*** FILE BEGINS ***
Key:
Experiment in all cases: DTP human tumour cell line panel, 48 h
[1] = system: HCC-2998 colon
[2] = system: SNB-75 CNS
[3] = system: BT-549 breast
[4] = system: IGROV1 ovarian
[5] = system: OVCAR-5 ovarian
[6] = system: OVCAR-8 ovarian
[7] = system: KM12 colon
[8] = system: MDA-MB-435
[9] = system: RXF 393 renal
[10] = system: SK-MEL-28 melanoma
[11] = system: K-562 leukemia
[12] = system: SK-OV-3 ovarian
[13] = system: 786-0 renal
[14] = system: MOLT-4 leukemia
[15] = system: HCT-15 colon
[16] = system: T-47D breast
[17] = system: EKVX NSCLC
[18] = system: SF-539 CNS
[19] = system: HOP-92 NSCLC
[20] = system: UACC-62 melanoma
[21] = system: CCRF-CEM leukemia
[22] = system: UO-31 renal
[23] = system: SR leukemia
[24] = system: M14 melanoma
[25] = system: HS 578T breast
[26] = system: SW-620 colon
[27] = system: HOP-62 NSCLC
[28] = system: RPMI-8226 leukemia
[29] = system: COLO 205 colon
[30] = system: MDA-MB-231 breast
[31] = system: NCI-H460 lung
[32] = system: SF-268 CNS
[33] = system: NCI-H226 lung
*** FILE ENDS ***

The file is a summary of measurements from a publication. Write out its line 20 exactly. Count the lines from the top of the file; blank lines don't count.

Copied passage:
[18] = system: SF-539 CNS